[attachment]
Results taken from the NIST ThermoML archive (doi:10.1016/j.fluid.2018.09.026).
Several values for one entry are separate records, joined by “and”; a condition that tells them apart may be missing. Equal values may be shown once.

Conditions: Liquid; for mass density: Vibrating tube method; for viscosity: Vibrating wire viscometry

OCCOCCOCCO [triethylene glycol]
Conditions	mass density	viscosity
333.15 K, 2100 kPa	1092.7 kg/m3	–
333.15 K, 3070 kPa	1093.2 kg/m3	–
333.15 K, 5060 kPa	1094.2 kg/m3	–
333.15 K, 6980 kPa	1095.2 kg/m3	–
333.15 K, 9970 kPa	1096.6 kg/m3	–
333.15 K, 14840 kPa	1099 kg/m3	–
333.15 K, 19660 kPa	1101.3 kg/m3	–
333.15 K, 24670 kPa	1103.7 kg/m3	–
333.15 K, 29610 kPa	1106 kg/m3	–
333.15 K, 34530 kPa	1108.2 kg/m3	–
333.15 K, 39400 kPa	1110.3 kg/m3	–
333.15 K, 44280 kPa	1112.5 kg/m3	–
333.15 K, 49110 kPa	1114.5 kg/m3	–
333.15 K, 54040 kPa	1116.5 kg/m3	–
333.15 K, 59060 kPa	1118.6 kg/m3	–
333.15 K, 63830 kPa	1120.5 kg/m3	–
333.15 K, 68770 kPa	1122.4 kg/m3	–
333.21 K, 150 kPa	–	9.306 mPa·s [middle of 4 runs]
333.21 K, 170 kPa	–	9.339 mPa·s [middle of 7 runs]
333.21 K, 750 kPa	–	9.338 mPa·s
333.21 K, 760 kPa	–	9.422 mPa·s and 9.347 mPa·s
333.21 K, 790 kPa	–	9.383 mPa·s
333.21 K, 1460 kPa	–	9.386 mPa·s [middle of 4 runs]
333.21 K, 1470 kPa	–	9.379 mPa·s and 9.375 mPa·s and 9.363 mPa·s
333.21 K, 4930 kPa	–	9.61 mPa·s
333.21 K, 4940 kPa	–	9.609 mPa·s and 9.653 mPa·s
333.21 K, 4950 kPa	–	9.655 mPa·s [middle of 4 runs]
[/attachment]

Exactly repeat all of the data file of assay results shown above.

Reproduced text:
Results taken from the NIST ThermoML archive (doi:10.1016/j.fluid.2018.09.026).
Several values for one entry are separate records, joined by “and”; a condition that tells them apart may be missing. Equal values may be shown once.

Conditions: Liquid; for mass density: Vibrating tube method; for viscosity: Vibrating wire viscometry

OCCOCCOCCO [triethylene glycol]
Conditions	mass density	viscosity
333.15 K, 2100 kPa	1092.7 kg/m3	–
333.15 K, 3070 kPa	1093.2 kg/m3	–
333.15 K, 5060 kPa	1094.2 kg/m3	–
333.15 K, 6980 kPa	1095.2 kg/m3	–
333.15 K, 9970 kPa	1096.6 kg/m3	–
333.15 K, 14840 kPa	1099 kg/m3	–
333.15 K, 19660 kPa	1101.3 kg/m3	–
333.15 K, 24670 kPa	1103.7 kg/m3	–
333.15 K, 29610 kPa	1106 kg/m3	–
333.15 K, 34530 kPa	1108.2 kg/m3	–
333.15 K, 39400 kPa	1110.3 kg/m3	–
333.15 K, 44280 kPa	1112.5 kg/m3	–
333.15 K, 49110 kPa	1114.5 kg/m3	–
333.15 K, 54040 kPa	1116.5 kg/m3	–
333.15 K, 59060 kPa	1118.6 kg/m3	–
333.15 K, 63830 kPa	1120.5 kg/m3	–
333.15 K, 68770 kPa	1122.4 kg/m3	–
333.21 K, 150 kPa	–	9.306 mPa·s [middle of 4 runs]
333.21 K, 170 kPa	–	9.339 mPa·s [middle of 7 runs]
333.21 K, 750 kPa	–	9.338 mPa·s
333.21 K, 760 kPa	–	9.422 mPa·s and 9.347 mPa·s
333.21 K, 790 kPa	–	9.383 mPa·s
333.21 K, 1460 kPa	–	9.386 mPa·s [middle of 4 runs]
333.21 K, 1470 kPa	–	9.379 mPa·s and 9.375 mPa·s and 9.363 mPa·s
333.21 K, 4930 kPa	–	9.61 mPa·s
333.21 K, 4940 kPa	–	9.609 mPa·s and 9.653 mPa·s
333.21 K, 4950 kPa	–	9.655 mPa·s [middle of 4 runs]